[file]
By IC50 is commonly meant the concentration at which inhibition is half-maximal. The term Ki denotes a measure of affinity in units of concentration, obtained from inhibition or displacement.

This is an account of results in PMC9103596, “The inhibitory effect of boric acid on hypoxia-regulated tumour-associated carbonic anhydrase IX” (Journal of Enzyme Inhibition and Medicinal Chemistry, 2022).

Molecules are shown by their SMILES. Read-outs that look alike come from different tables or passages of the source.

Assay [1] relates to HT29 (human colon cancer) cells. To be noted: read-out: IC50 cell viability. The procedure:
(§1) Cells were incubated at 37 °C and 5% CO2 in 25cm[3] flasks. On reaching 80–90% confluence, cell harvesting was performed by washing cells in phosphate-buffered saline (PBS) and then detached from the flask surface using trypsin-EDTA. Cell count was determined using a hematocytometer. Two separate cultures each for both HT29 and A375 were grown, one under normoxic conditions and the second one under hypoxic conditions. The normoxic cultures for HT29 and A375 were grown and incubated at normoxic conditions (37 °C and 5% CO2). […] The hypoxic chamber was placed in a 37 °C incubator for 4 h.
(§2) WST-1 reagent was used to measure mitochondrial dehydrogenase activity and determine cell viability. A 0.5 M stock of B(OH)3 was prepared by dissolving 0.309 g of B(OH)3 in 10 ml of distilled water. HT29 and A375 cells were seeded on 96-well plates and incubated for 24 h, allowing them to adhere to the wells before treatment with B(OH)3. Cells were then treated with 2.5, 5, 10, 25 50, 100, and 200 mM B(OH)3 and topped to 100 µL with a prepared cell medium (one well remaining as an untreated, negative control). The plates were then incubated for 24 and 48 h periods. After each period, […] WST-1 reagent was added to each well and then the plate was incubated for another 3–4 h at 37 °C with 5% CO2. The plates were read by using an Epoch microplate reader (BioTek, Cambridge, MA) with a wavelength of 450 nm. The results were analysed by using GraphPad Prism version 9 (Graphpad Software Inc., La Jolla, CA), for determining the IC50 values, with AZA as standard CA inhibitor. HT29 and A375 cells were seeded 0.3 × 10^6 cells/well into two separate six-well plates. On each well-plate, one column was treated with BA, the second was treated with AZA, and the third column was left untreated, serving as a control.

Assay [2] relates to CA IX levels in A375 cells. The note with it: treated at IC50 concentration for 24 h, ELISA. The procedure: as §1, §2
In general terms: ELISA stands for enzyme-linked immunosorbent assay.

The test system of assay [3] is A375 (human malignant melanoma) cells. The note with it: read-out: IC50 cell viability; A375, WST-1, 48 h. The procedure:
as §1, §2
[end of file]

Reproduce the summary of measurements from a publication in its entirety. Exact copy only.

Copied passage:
By IC50 is commonly meant the concentration at which inhibition is half-maximal. The term Ki denotes a measure of affinity in units of concentration, obtained from inhibition or displacement.

This is an account of results in PMC9103596, “The inhibitory effect of boric acid on hypoxia-regulated tumour-associated carbonic anhydrase IX” (Journal of Enzyme Inhibition and Medicinal Chemistry, 2022).

Molecules are shown by their SMILES. Read-outs that look alike come from different tables or passages of the source.

Assay [1] relates to HT29 (human colon cancer) cells. To be noted: read-out: IC50 cell viability. The procedure:
(§1) Cells were incubated at 37 °C and 5% CO2 in 25cm[3] flasks. On reaching 80–90% confluence, cell harvesting was performed by washing cells in phosphate-buffered saline (PBS) and then detached from the flask surface using trypsin-EDTA. Cell count was determined using a hematocytometer. Two separate cultures each for both HT29 and A375 were grown, one under normoxic conditions and the second one under hypoxic conditions. The normoxic cultures for HT29 and A375 were grown and incubated at normoxic conditions (37 °C and 5% CO2). […] The hypoxic chamber was placed in a 37 °C incubator for 4 h.
(§2) WST-1 reagent was used to measure mitochondrial dehydrogenase activity and determine cell viability. A 0.5 M stock of B(OH)3 was prepared by dissolving 0.309 g of B(OH)3 in 10 ml of distilled water. HT29 and A375 cells were seeded on 96-well plates and incubated for 24 h, allowing them to adhere to the wells before treatment with B(OH)3. Cells were then treated with 2.5, 5, 10, 25 50, 100, and 200 mM B(OH)3 and topped to 100 µL with a prepared cell medium (one well remaining as an untreated, negative control). The plates were then incubated for 24 and 48 h periods. After each period, […] WST-1 reagent was added to each well and then the plate was incubated for another 3–4 h at 37 °C with 5% CO2. The plates were read by using an Epoch microplate reader (BioTek, Cambridge, MA) with a wavelength of 450 nm. The results were analysed by using GraphPad Prism version 9 (Graphpad Software Inc., La Jolla, CA), for determining the IC50 values, with AZA as standard CA inhibitor. HT29 and A375 cells were seeded 0.3 × 10^6 cells/well into two separate six-well plates. On each well-plate, one column was treated with BA, the second was treated with AZA, and the third column was left untreated, serving as a control.

Assay [2] relates to CA IX levels in A375 cells. The note with it: treated at IC50 concentration for 24 h, ELISA. The procedure: as §1, §2
In general terms: ELISA stands for enzyme-linked immunosorbent assay.

The test system of assay [3] is A375 (human malignant melanoma) cells. The note with it: read-out: IC50 cell viability; A375, WST-1, 48 h. The procedure:
as §1, §2